The fraudsters may encourage their victim to phone the police or their bank’s fraud department but will block their phone line meaning when they redial, they unwittingly end up speaking to the same fraudsters again.

Thinking they’re now speaking to someone they can trust, the victim is encouraged to give their personal details and are told that a courier will attend their address to pick up their bank card as ‘evidence’.

Someone claiming to have been sent from the bank or police then turns up and takes the card, after which they make withdrawals now in possession of both the card and the PIN.

It’s a horrible little con and particularly cruel as the victims tend to be older and are being exploited by malicious criminals not caring about the damage they cause.

In reality, neither us police or bank staff would EVER request the disclosure of banking details over the phone and nor do we EVER send couriers round to people’s houses to collect bank cards.

If you find yourself on the receiving end of one of these types of calls, you should end the call immediately and then phone the police straight away, preferably using a different phone if you can.

It’s a con and as ever, if you are suspicious that something isn’t right then hang up and talk to us by dialing 101.

You can find out more about Courier Fraud here and I’d encourage people to spread the word to older relatives to make them aware of the issue so that they know what to do if they are targeted.

Overall, telephones are great for ordering coronary disease-inducing takeaways or telling your friends about your new handlebar moustache and top hat combination.

They’re less great when being used by fraudsters so please alert people to the Courier Fraud scam and help hang up the line on the criminals.

It’s a good call – Alexander Graham Bell would approve!

And just like the movies, we play out our last scene…

Not a common offence but against the law all the same, recording films in the cinema can end people up in court.

Because it’s 2014 and pretty much now the future, nobody is content with experiencing life through the the medium of their boring old eyeballs.

That’s what people have been doing since we crawled out of the sea back in the day, and as this video shows, it’s not the way things are done any more.

The kidz (we spell thingz with a ‘z’ in 2014) much prefer to ‘dual screen’, experiencing things second hand through the relay of their phone camera rather than actually watching what is going on in front of them.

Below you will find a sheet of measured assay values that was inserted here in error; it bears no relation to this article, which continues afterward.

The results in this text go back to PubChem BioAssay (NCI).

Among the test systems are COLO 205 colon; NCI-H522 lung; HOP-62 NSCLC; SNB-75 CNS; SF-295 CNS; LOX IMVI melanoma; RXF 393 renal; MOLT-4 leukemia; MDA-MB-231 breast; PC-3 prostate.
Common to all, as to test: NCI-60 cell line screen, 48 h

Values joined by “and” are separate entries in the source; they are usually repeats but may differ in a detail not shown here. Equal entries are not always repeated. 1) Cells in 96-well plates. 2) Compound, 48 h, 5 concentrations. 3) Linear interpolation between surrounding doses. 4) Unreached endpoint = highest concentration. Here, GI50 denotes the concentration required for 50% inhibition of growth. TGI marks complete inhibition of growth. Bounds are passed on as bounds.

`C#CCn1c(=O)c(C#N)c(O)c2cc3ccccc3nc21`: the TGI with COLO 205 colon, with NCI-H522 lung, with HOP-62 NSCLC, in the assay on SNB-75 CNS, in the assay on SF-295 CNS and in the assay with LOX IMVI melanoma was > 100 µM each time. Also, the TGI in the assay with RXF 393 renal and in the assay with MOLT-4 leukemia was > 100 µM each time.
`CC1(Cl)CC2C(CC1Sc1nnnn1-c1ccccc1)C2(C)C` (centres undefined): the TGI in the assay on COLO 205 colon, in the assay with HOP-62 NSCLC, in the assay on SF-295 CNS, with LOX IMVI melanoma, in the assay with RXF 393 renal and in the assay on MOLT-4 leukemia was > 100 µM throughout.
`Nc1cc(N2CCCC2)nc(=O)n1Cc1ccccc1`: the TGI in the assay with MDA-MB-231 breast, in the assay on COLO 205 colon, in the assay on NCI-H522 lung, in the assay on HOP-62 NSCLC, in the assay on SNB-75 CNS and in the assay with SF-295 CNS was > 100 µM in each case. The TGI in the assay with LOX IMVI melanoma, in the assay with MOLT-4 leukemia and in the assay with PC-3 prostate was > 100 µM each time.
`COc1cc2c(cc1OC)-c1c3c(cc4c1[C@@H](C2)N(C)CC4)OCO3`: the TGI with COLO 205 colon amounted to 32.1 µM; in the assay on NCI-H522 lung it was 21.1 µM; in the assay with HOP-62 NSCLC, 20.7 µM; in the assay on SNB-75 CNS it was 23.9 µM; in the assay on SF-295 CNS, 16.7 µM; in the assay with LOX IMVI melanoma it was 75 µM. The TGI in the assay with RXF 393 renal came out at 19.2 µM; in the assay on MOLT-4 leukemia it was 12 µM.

Whilst this may be annoying to musicians performing to an audience of glowing screens held aloft, usually the worst that is likely to happen from paying more attention to your phone than what is going on around you is an unexpected encounter with a lamp post.

An exception though, and one that the Investigation Team dealt with today, is when people sit in the cinema and having ignored the warnings about not using recording devices, decide to do just that and end up getting arrested for trying to bootleg films.

Now it’s not a particularly common thing we deal with but something that cinema staff are increasingly on the lookout for with the knowledge that culprits can be arrested and sent to court for even trying it.

The law we depend on comes from the Fraud Act 2006 (S. 6 if you’re interested) and also, if material is then distributed, some exciting offences under the Copyright Designs and Patents Act 1988.

Whilst I’d like to be able to ‘patrol’ cinemas all day watching films, munching popcorn and keeping my eye out for people trying a spot of ‘camcording’, it’s not something we can really do so we’re dependent on not only cinema staff, but also members of the public being vigilant.

Bootleggers sometimes use cameras disguised as other objects (a tub of popcorn, as an example) and can stitch together images from one performance with audio from another (providing it’s the same film!) so if you see someone with a microphone, it’s a safe bet they’re up to no good.

We’re always keen to know when folk are up to no good so please bare in mind that if you happen to see someone in the cinema recording the film with more than just their eyeballs and their memory, it is a criminal offence and you should let the cinema staff know!

Trust Vs. Mistrust

As a police officer, on an average shift I tend to wear a range of different bits of kit to help assisting me in achieving my daily goal of punching crime on the nose.